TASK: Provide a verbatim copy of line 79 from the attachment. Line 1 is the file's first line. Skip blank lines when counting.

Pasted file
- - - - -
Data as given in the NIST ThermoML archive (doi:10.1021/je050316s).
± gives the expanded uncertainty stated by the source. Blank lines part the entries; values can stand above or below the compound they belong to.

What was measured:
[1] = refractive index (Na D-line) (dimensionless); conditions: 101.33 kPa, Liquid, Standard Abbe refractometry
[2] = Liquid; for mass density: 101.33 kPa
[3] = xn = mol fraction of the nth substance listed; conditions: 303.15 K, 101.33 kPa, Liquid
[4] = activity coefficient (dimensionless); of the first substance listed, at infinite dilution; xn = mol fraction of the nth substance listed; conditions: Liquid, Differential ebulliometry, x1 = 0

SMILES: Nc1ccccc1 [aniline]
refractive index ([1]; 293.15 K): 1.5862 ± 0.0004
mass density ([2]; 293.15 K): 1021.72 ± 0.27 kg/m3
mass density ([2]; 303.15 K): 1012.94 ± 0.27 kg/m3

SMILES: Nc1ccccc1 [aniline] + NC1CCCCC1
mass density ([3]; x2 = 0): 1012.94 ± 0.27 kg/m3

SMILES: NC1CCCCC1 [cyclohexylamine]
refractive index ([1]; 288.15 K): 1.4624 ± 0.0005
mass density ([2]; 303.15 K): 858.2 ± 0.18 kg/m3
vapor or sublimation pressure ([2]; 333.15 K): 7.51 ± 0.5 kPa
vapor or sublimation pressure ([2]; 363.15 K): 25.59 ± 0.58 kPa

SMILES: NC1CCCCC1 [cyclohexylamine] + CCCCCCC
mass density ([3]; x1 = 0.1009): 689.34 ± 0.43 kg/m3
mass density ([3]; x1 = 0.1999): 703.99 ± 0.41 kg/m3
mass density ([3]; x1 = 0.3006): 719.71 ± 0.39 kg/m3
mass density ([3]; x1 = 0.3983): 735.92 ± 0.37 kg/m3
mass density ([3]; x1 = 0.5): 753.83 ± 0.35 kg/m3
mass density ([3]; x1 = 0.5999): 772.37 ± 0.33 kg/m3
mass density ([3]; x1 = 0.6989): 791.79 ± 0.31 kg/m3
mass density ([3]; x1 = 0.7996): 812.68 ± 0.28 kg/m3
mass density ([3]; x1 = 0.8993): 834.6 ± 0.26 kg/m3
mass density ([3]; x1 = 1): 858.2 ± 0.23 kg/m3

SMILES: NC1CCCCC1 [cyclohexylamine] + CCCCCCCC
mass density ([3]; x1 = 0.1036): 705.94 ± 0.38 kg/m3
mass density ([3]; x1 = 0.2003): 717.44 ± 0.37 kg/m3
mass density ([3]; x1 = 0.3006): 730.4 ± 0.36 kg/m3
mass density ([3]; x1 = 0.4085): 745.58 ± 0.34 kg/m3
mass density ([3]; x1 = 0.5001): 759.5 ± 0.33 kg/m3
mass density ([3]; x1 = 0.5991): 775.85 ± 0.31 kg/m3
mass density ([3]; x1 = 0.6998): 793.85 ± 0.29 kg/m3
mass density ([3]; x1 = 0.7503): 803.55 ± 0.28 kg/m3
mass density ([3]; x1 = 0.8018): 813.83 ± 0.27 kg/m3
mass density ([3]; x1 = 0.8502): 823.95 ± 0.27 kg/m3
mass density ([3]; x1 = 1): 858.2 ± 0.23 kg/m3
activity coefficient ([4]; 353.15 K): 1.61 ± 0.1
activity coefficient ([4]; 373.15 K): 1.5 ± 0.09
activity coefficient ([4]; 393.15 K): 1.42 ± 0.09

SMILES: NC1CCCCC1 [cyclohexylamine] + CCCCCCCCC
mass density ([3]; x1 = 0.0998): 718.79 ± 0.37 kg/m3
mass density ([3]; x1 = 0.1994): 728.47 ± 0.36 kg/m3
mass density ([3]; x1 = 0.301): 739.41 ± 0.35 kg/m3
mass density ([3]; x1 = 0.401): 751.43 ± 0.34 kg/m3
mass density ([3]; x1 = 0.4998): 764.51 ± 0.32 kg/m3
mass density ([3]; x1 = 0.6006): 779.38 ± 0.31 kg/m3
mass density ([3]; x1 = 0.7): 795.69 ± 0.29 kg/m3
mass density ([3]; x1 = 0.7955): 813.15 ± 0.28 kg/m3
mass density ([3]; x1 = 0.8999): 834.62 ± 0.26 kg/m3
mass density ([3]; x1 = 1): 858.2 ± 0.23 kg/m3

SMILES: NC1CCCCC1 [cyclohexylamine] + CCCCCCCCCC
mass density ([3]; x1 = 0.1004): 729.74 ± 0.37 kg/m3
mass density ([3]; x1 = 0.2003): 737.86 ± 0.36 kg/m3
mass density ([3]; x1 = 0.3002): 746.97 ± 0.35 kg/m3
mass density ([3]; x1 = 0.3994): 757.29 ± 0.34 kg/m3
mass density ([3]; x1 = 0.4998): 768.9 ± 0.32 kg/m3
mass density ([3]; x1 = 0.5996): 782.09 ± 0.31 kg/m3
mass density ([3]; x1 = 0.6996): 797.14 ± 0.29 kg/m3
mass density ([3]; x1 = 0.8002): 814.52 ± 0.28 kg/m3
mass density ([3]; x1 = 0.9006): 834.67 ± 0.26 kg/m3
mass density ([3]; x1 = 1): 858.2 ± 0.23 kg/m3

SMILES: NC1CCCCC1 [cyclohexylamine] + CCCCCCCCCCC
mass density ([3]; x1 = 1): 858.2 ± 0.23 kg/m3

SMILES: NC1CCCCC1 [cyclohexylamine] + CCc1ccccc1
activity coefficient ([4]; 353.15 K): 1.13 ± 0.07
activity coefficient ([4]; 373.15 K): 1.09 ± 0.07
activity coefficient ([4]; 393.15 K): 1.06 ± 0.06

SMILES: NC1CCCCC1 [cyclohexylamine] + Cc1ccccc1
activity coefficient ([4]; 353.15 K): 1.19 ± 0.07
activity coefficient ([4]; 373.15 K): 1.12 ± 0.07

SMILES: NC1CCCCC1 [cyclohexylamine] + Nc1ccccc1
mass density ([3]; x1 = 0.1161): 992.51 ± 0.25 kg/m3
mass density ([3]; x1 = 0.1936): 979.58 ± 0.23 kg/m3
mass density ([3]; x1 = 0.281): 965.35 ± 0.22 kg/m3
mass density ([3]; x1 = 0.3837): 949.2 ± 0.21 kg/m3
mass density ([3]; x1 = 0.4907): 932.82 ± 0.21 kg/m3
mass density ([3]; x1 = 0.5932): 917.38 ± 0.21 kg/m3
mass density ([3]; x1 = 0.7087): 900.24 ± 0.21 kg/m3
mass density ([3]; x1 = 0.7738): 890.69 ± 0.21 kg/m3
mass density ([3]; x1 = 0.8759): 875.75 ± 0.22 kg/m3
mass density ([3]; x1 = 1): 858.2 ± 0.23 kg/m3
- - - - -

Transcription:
mass density ([3]; x1 = 0.281): 965.35 ± 0.22 kg/m3